“Women of SOS”: Katrina Bock, Caregiver, SOS Namibia
To mark International Women’s Day on 8 March 2022, we are sharing a 5-part series featuring professional and empowered “Women of SOS”. The Women of SOS are leaders and change-makers. They demonstrate the diversity of SOS programming around the world, and all that it takes to protect and care for children, strengthen families, empower communities, and provide emergency response.
Today, the spotlight is on Katrina Bock, Caregiver with SOS Children’s Villages Namibia in Tsumeb since 1998. In this interview, Katrina shares her experiences, her challenges, her love of her work, and her vision of a gender-equal world.
What was life like for you in Namibia as a young girl?
I grew up as a young girl on a farm, with my parents and 6 sisters and 3 brothers. I am the second child of my parents, so because of that, my elder sister and I had to help in the house from a young age.
I also had to take care of my younger siblings when my parents had to go shopping or take care of other things like going to church or hospital.
From a young age my parents gave me responsibilities and taught me to make my own decisions.
To grow up as a young girl was not so easy, sometimes my father did not work and he was the only breadwinner in the house, and we had to depend on his income. But I made it through on the little we had.
Please share your educational journey.
I finished my primary school while living on the farm and continued with secondary school in Rehoboth, a town near our farm. I only made it up to grade 8 though, because my father had an accident and fractured both his legs. He could not work for more than a year, so I had to quit school and look for a job.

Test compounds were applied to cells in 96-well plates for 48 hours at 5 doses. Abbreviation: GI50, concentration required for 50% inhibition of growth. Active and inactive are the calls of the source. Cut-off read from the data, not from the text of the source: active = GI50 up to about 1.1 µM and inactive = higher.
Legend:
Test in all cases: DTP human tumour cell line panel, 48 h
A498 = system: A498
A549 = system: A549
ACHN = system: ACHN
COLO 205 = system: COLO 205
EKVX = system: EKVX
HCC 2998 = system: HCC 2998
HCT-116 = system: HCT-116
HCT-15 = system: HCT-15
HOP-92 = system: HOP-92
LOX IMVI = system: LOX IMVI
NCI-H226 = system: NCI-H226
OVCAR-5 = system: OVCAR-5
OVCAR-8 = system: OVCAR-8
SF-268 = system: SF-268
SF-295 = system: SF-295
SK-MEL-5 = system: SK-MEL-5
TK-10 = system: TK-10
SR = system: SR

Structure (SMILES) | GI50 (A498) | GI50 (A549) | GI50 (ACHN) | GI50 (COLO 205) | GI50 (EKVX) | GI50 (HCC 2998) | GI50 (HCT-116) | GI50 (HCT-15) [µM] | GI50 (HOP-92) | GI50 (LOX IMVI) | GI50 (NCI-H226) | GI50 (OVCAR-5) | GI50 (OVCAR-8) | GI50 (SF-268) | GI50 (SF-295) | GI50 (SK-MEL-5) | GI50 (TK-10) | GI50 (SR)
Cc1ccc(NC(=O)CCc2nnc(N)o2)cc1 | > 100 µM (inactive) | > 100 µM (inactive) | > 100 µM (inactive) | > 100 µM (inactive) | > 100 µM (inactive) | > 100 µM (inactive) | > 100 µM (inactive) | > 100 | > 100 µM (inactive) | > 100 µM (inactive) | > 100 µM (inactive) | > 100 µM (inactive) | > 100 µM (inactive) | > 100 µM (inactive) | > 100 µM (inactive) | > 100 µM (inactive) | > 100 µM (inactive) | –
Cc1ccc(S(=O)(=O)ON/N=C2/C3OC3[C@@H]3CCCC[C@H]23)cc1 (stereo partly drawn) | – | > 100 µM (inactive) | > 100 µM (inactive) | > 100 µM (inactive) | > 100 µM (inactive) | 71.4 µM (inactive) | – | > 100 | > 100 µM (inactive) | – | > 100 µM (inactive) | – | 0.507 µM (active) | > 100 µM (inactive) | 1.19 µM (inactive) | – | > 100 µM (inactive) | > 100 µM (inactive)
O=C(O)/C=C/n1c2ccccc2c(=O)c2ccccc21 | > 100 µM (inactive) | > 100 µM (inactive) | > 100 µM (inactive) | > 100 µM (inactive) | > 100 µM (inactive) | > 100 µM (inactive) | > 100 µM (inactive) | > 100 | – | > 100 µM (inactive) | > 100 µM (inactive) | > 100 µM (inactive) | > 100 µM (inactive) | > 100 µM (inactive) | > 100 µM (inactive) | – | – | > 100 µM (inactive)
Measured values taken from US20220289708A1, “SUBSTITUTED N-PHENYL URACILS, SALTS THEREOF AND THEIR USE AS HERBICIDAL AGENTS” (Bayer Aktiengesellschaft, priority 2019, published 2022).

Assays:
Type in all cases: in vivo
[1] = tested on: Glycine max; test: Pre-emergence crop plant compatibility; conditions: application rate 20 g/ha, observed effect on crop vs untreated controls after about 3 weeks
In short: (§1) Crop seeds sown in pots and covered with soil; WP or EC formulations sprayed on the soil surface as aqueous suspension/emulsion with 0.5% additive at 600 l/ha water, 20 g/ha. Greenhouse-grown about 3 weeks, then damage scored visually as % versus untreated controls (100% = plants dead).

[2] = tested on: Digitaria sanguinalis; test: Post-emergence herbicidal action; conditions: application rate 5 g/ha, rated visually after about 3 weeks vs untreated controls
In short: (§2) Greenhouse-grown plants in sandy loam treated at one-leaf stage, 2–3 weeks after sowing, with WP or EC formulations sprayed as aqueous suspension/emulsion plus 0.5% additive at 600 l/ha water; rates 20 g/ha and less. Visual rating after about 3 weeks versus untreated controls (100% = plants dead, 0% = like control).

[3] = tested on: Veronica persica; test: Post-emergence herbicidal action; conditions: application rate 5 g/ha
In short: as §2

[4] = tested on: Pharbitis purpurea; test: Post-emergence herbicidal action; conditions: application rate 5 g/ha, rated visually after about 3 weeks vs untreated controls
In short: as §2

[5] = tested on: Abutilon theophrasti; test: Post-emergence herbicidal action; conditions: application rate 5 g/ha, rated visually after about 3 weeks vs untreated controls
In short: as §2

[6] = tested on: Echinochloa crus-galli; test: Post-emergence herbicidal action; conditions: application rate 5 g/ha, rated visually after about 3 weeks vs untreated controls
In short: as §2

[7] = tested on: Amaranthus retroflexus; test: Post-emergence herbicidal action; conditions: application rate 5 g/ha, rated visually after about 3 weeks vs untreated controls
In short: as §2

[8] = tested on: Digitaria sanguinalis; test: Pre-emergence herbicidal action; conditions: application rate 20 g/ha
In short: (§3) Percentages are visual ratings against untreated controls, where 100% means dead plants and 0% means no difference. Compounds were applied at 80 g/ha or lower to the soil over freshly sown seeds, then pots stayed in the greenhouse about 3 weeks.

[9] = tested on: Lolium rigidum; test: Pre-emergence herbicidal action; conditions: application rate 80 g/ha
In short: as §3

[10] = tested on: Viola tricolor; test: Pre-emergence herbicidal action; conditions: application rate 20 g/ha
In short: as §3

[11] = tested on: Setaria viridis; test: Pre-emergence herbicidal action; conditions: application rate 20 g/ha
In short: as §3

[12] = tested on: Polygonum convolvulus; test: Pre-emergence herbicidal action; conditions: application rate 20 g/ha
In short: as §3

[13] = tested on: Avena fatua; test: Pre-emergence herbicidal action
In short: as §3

First, my elder sister and I moved to town, and then also my family moved with us to Rehoboth. All my younger siblings were still in school. My mother started doing domestic work to help with the education of my siblings.
I was not lucky enough to go to high school. I also started doing domestic work for extra income to support my siblings where I could, but I learned a lot from my elder family.
Later, I had my first child who was a boy. After I gave birth, I started working again, and eventually had a second child, also a boy.
Where did you work before you joined SOS Namibia?
I was working in a restaurant in Walvis Bay but quit the job so I could look for work in Windhoek. While I was in Windhoek, I learned that SOS Namibia in Tsumeb was looking for a Caregiver. I was so fortunate to apply for and be awarded the job. I joined SOS Namibia in February 1998, and it changed my life in a very good way.
Please describe a typical day in your work.
There is a routine to each day. You can imagine there is much to do every single day to care for many children at once.
So, my normal day starts at 5h30am. I wake up, wake the children for school. I prepare breakfast for them while they get ready for school. I assist the small ones to eat and leave for school. Then, I start cleaning the house – doing laundry and cooking for lunch time.